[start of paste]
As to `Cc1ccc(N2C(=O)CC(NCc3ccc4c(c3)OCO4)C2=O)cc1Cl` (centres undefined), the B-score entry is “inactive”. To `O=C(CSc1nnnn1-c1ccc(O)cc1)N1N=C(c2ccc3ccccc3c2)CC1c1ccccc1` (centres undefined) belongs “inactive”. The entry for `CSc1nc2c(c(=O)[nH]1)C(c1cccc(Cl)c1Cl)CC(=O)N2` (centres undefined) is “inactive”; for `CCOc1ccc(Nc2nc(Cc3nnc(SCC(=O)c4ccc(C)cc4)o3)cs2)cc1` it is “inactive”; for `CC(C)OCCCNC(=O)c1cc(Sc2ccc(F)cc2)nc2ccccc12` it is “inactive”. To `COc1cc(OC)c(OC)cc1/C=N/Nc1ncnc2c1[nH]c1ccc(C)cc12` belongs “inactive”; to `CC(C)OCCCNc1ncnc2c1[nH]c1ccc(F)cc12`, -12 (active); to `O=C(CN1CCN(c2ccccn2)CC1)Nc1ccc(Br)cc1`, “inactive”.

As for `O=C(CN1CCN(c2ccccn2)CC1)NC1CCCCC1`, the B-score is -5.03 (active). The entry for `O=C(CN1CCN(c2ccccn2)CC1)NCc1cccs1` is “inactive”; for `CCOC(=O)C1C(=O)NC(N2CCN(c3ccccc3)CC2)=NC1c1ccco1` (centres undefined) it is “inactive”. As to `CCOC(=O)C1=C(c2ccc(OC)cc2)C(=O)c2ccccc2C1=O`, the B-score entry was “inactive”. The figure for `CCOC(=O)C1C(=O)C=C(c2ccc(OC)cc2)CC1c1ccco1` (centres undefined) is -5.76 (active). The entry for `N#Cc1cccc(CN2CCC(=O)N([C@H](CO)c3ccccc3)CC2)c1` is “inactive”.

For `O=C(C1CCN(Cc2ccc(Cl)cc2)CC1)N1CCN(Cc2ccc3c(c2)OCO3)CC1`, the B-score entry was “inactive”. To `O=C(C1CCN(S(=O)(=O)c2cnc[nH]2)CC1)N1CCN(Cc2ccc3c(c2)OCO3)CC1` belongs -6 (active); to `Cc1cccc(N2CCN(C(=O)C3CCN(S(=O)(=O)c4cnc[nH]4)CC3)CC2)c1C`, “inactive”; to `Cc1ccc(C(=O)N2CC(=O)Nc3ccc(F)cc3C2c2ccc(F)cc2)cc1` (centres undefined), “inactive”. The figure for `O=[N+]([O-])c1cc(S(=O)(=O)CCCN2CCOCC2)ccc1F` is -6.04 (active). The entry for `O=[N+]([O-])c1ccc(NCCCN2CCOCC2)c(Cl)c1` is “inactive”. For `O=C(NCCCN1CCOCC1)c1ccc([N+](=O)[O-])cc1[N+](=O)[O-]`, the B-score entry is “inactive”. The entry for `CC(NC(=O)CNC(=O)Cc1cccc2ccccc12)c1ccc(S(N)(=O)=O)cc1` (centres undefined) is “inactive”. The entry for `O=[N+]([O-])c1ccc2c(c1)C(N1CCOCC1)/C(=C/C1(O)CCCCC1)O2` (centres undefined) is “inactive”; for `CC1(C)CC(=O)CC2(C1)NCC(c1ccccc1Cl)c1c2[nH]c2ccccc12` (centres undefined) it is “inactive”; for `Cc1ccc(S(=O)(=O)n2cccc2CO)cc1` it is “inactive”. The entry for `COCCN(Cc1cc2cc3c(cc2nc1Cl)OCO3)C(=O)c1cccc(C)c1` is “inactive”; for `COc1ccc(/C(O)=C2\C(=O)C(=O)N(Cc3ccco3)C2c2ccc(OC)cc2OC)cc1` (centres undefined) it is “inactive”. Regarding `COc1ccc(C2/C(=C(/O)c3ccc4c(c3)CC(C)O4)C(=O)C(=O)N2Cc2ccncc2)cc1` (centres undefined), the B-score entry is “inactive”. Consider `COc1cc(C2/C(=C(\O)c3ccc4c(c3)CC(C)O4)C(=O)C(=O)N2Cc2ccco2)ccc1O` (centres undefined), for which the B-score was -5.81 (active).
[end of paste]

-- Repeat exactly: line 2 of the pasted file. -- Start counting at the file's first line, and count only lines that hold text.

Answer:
As for `O=C(CN1CCN(c2ccccn2)CC1)NC1CCCCC1`, the B-score is -5.03 (active). The entry for `O=C(CN1CCN(c2ccccn2)CC1)NCc1cccs1` is “inactive”; for `CCOC(=O)C1C(=O)NC(N2CCN(c3ccccc3)CC2)=NC1c1ccco1` (centres undefined) it is “inactive”. As to `CCOC(=O)C1=C(c2ccc(OC)cc2)C(=O)c2ccccc2C1=O`, the B-score entry was “inactive”. The figure for `CCOC(=O)C1C(=O)C=C(c2ccc(OC)cc2)CC1c1ccco1` (centres undefined) is -5.76 (active). The entry for `N#Cc1cccc(CN2CCC(=O)N([C@H](CO)c3ccccc3)CC2)c1` is “inactive”.